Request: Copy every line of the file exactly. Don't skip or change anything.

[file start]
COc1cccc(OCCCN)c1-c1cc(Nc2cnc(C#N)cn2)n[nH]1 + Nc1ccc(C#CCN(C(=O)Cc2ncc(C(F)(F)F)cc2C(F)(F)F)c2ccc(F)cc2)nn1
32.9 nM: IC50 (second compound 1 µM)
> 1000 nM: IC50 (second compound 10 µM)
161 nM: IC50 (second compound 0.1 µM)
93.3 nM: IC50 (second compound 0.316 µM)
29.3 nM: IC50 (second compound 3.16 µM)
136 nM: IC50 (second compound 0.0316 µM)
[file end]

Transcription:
COc1cccc(OCCCN)c1-c1cc(Nc2cnc(C#N)cn2)n[nH]1 + Nc1ccc(C#CCN(C(=O)Cc2ncc(C(F)(F)F)cc2C(F)(F)F)c2ccc(F)cc2)nn1
32.9 nM: IC50 (second compound 1 µM)
> 1000 nM: IC50 (second compound 10 µM)
161 nM: IC50 (second compound 0.1 µM)
93.3 nM: IC50 (second compound 0.316 µM)
29.3 nM: IC50 (second compound 3.16 µM)
136 nM: IC50 (second compound 0.0316 µM)